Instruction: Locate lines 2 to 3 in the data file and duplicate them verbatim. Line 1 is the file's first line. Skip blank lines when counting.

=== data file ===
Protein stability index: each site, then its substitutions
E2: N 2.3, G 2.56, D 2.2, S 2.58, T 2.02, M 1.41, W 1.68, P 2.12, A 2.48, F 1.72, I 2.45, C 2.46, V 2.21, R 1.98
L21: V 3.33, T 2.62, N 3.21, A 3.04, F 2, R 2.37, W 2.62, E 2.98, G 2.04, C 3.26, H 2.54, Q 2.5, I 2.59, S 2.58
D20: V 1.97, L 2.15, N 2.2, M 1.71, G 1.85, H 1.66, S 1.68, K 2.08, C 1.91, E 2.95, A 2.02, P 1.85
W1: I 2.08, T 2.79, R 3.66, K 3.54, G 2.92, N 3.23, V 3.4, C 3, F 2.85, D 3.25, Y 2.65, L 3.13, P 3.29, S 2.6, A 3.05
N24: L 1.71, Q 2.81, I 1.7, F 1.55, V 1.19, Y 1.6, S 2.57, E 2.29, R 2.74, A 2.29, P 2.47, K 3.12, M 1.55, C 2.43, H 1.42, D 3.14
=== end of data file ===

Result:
E2: N 2.3, G 2.56, D 2.2, S 2.58, T 2.02, M 1.41, W 1.68, P 2.12, A 2.48, F 1.72, I 2.45, C 2.46, V 2.21, R 1.98
L21: V 3.33, T 2.62, N 3.21, A 3.04, F 2, R 2.37, W 2.62, E 2.98, G 2.04, C 3.26, H 2.54, Q 2.5, I 2.59, S 2.58